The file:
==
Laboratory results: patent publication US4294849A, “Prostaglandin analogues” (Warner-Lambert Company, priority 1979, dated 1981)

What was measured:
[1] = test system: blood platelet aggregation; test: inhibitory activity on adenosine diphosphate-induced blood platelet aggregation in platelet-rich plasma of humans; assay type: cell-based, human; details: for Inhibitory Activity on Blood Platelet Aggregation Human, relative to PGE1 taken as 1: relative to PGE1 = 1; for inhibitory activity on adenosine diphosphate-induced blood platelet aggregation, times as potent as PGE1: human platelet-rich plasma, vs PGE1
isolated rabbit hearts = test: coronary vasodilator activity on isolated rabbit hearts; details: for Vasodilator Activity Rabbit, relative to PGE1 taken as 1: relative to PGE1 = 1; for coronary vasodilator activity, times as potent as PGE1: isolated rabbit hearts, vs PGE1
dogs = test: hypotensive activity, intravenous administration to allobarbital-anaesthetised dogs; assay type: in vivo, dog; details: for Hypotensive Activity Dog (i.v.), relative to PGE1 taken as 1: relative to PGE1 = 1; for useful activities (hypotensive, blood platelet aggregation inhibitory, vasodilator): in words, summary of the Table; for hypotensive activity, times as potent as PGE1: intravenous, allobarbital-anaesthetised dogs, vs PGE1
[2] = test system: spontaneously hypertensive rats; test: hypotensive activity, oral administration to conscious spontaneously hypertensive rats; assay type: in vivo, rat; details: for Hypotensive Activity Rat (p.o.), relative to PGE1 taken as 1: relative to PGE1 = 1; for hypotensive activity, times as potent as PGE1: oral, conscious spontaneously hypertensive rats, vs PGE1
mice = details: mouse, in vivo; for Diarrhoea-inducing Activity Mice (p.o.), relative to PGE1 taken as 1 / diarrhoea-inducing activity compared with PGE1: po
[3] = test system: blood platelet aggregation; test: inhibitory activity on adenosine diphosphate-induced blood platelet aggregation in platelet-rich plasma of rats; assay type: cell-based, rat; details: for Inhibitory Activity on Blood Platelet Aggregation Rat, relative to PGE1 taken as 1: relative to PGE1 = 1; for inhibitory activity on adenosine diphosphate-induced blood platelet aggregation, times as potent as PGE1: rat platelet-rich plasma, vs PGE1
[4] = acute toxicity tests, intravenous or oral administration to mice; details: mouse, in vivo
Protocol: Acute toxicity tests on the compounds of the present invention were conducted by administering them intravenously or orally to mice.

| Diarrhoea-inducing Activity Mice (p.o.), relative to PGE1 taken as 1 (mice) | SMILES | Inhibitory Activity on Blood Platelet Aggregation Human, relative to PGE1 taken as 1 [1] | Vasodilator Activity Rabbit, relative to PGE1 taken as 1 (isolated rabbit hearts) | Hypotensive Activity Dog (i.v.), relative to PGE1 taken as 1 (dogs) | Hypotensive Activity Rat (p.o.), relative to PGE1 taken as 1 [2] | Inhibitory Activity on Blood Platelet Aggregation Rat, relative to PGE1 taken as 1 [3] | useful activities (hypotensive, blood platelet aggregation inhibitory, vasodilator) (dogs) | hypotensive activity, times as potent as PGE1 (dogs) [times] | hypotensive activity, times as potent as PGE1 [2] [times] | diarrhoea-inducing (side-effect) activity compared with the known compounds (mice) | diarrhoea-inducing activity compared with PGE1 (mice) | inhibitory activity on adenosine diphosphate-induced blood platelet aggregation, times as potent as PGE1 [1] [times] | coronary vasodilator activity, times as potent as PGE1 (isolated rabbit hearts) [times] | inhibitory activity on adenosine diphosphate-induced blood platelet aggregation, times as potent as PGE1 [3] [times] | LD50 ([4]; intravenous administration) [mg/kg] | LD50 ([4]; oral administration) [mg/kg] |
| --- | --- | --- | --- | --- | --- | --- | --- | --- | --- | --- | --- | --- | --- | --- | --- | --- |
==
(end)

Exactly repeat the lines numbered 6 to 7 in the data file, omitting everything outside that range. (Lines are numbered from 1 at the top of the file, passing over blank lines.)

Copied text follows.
[2] = test system: spontaneously hypertensive rats; test: hypotensive activity, oral administration to conscious spontaneously hypertensive rats; assay type: in vivo, rat; details: for Hypotensive Activity Rat (p.o.), relative to PGE1 taken as 1: relative to PGE1 = 1; for hypotensive activity, times as potent as PGE1: oral, conscious spontaneously hypertensive rats, vs PGE1
mice = details: mouse, in vivo; for Diarrhoea-inducing Activity Mice (p.o.), relative to PGE1 taken as 1 / diarrhoea-inducing activity compared with PGE1: po